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I wonder how is that possible.

I found debugger detection in TLS Callback function - there is conditional jump after some check.

When I step over it with debugger and modify ZF flag to bypass detection everything works fine. But when I try to patch this jump to the opposite (jne to je) application freezes and bombards me with OutputDebugString.

I don't save patch to the file, I patch it while process is in memory.

I was interested how this patch is detected, so I set Hardware Access Breakpoints on bytes that I patched, and then run it. Breakpoints weren't hit, and yet application changed it behavior just like it always do when I patch.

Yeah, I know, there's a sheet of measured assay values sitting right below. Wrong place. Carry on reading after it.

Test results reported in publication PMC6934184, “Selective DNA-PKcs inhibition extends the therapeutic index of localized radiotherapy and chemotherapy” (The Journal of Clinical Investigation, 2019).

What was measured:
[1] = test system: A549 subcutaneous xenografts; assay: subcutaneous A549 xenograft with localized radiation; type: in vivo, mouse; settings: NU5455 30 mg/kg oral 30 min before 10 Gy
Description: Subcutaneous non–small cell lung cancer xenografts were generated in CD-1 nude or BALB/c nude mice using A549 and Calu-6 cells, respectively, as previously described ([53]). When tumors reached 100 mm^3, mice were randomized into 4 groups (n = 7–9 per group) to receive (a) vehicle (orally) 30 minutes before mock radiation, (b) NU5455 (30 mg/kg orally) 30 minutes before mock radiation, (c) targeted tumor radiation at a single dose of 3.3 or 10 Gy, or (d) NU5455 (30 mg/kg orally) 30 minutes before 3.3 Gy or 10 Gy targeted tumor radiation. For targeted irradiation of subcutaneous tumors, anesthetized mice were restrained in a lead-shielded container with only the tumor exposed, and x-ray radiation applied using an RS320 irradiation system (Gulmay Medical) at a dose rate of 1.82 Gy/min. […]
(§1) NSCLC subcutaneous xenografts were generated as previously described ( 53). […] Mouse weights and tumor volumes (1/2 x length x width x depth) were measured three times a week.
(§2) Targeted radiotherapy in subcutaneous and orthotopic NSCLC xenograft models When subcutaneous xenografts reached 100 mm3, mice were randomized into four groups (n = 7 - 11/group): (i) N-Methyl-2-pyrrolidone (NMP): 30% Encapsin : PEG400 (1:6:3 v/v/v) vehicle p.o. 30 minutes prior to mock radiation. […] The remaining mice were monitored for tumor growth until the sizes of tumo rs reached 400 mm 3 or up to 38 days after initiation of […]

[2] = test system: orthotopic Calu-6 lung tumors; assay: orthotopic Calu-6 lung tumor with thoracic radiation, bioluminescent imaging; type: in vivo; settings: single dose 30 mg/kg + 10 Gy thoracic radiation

Notice that difference in code flow have nothing to do with this detection since when I modify ZF flag application works fine.

So I am very baffled, how does this application detects that patch, when it doesn't apparently access memory that I patched? Or is Hardware Access Breakpoint imperfect? I am interested in general ideas, how would you go about detecting whether your code was patched or not, without hitting hardware breakpoints.

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    My first idea would be that your program uses ReadProcessMemory to access its own address space, and the hardware breakpoint is inactive while the system is in kernel mode. Jul 28 '16 at 15:05
  • it might acquire the context, erase the breakpoints, and then perform the scan. if you set hardware breakpoints in other places that are known to be reached, are they hit? if not, then that's what is happening. Jul 29 '16 at 16:05

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